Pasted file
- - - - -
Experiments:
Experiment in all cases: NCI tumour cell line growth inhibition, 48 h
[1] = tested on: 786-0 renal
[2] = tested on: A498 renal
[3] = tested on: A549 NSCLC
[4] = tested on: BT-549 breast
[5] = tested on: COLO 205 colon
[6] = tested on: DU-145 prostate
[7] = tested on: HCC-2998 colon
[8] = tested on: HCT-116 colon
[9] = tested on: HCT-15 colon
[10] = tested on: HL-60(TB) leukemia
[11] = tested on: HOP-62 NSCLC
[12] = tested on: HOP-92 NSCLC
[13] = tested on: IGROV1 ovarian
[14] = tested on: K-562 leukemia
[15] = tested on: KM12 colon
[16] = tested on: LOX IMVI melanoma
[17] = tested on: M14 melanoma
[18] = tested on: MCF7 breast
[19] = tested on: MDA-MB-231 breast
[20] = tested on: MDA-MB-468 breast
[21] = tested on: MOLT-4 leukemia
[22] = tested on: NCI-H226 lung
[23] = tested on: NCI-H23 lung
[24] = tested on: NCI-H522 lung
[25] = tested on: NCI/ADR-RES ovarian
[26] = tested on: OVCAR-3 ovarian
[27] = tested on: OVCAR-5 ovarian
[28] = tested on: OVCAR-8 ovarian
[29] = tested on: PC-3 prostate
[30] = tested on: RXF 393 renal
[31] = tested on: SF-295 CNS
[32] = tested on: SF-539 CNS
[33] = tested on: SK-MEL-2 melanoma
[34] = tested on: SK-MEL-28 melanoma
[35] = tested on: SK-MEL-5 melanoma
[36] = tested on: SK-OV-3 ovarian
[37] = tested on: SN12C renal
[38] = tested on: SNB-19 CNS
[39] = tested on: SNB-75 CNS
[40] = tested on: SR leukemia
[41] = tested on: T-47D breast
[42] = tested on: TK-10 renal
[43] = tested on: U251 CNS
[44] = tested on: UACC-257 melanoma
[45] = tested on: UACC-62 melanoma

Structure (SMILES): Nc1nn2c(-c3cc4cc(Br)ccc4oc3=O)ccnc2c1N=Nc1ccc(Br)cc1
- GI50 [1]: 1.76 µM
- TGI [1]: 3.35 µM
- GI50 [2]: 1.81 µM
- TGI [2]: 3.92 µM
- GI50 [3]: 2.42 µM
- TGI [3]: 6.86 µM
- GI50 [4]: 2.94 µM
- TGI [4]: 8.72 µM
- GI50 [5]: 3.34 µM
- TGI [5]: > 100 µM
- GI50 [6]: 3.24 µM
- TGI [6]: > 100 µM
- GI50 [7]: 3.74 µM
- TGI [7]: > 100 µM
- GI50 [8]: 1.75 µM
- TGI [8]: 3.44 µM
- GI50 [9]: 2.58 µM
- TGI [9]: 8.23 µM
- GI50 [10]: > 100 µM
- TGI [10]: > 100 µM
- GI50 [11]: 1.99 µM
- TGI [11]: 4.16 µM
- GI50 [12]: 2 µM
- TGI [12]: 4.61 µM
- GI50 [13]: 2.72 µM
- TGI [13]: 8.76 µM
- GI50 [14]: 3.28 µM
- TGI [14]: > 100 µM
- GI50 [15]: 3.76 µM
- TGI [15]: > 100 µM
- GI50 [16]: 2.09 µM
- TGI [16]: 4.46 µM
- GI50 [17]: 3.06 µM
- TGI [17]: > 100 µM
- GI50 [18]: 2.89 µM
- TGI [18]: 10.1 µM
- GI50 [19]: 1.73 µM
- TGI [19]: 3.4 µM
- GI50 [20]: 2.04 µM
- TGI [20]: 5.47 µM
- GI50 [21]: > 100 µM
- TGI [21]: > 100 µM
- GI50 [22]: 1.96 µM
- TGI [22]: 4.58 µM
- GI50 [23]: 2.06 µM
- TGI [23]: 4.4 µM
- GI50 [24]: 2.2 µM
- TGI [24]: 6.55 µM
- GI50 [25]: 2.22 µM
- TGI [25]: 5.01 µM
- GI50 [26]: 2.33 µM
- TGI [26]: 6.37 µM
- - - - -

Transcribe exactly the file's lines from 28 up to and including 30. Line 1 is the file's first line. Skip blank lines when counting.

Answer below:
[26] = tested on: OVCAR-3 ovarian
[27] = tested on: OVCAR-5 ovarian
[28] = tested on: OVCAR-8 ovarian